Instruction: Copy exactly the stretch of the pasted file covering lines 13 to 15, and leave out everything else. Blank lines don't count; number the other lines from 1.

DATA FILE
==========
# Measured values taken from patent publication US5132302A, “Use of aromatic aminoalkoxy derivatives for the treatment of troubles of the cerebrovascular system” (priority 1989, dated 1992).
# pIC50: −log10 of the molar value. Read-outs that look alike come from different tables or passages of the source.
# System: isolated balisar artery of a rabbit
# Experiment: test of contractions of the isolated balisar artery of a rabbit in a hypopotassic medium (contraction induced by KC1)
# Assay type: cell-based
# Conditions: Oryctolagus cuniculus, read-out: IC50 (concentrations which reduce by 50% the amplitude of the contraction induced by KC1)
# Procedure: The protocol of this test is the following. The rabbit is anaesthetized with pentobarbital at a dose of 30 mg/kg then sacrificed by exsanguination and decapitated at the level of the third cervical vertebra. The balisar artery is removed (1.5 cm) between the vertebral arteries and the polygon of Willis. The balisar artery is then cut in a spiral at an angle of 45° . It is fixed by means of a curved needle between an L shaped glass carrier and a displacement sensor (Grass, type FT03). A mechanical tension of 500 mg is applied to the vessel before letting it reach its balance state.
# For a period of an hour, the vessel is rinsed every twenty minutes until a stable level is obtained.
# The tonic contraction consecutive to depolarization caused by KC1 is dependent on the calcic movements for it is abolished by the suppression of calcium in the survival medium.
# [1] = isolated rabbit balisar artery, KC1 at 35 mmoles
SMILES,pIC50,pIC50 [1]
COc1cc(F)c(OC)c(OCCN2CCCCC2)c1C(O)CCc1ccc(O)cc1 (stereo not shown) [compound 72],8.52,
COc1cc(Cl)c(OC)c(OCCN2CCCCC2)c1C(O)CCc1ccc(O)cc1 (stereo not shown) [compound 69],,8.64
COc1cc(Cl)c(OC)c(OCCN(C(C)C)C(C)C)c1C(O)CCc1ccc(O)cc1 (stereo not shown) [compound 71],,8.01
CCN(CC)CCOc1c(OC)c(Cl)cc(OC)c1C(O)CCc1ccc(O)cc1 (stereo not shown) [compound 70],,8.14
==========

COc1cc(Cl)c(OC)c(OCCN2CCCCC2)c1C(O)CCc1ccc(O)cc1 (stereo not shown) [compound 69],,8.64
COc1cc(Cl)c(OC)c(OCCN(C(C)C)C(C)C)c1C(O)CCc1ccc(O)cc1 (stereo not shown) [compound 71],,8.01
CCN(CC)CCOc1c(OC)c(Cl)cc(OC)c1C(O)CCc1ccc(O)cc1 (stereo not shown) [compound 70],,8.14